'Refractory lupus nephritis' is a frequently used term but poorly defined. We conducted a survey among nephrologists and rheumatologists to spot the diversity of perceptions of this term and to better understand the clinical practice related to 'refractory lupus nephritis'. A total of 145 questionnaires completed by lupus nephritis experts were available for analysis, of which 52% were nephrologists, 34% rheumatologists, and 13% internists. Response to induction treatment was mostly assessed after six months (58%), but assessment at three months was more common with the use of the EURO lupus protocol than with other treatment protocols. Rheumatologists used urinary sediment to assess response more frequently than nephrologists (66 vs. 48%, p < 0.05, Chi2), while nephrologists conversely relied significantly more on clinical symptoms (61 vs. 31%, p < 0.0001, Chi2). Non-nephrologists quantified proteinuria preferentially by 24 h urine sampling, while the majority of nephrologists relied on the urinary protein/creatinine ratio (UPCR) or the albumin/creatinine ratio of spot urine samples (59 vs. 38%, p < 0.05, Chi2). A total of 91% were concerned about persistent immunological systemic lupus erythematosus activity. There was less concern about drug adherence, renal scarring, genetic factors or other kidney diseases. Less than 20% check for drug adherence by regularly monitoring drug plasma levels. Nephrologists considered a re-biopsy more often than rheumatologists (58 vs. 38%, p < 0.05, Chi2). Together, among lupus nephritis experts there is considerable diversity in the perception of what the term 'refractory lupus nephritis' describes and how it is defined. A consensus definition of 'refractory lupus nephritis' is needed.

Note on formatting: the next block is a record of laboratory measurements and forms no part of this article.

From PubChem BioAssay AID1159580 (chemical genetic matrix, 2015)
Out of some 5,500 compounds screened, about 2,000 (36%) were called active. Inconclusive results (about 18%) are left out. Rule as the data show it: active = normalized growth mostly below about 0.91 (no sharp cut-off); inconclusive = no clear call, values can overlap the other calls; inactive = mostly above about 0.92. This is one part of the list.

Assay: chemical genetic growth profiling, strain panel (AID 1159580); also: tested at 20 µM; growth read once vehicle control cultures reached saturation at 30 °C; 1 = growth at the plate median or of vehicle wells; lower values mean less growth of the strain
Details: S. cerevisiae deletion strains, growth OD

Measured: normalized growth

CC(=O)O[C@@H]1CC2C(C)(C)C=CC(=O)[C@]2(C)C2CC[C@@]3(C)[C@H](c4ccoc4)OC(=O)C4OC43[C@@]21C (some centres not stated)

Keywords: Immune complex; biopsy; disease activity; proteinuria; therapy.